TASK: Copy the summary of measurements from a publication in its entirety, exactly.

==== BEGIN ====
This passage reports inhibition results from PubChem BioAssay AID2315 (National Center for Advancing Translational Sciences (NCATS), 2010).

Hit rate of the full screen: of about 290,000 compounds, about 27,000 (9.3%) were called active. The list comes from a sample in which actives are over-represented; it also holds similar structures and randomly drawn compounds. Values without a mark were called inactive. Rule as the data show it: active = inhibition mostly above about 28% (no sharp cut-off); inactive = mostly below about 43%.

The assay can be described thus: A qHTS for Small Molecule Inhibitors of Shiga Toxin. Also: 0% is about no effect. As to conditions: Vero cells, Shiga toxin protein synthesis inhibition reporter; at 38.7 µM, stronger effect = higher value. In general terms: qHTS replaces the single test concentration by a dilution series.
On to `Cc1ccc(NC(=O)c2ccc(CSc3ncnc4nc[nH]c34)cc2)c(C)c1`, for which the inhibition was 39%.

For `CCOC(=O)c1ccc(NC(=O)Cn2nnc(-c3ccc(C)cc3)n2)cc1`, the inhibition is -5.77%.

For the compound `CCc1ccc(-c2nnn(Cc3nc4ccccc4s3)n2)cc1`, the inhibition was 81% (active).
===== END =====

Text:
This passage reports inhibition results from PubChem BioAssay AID2315 (National Center for Advancing Translational Sciences (NCATS), 2010).

Hit rate of the full screen: of about 290,000 compounds, about 27,000 (9.3%) were called active. The list comes from a sample in which actives are over-represented; it also holds similar structures and randomly drawn compounds. Values without a mark were called inactive. Rule as the data show it: active = inhibition mostly above about 28% (no sharp cut-off); inactive = mostly below about 43%.

The assay can be described thus: A qHTS for Small Molecule Inhibitors of Shiga Toxin. Also: 0% is about no effect. As to conditions: Vero cells, Shiga toxin protein synthesis inhibition reporter; at 38.7 µM, stronger effect = higher value. In general terms: qHTS replaces the single test concentration by a dilution series.
On to `Cc1ccc(NC(=O)c2ccc(CSc3ncnc4nc[nH]c34)cc2)c(C)c1`, for which the inhibition was 39%.

For `CCOC(=O)c1ccc(NC(=O)Cn2nnc(-c3ccc(C)cc3)n2)cc1`, the inhibition is -5.77%.

For the compound `CCc1ccc(-c2nnn(Cc3nc4ccccc4s3)n2)cc1`, the inhibition was 81% (active).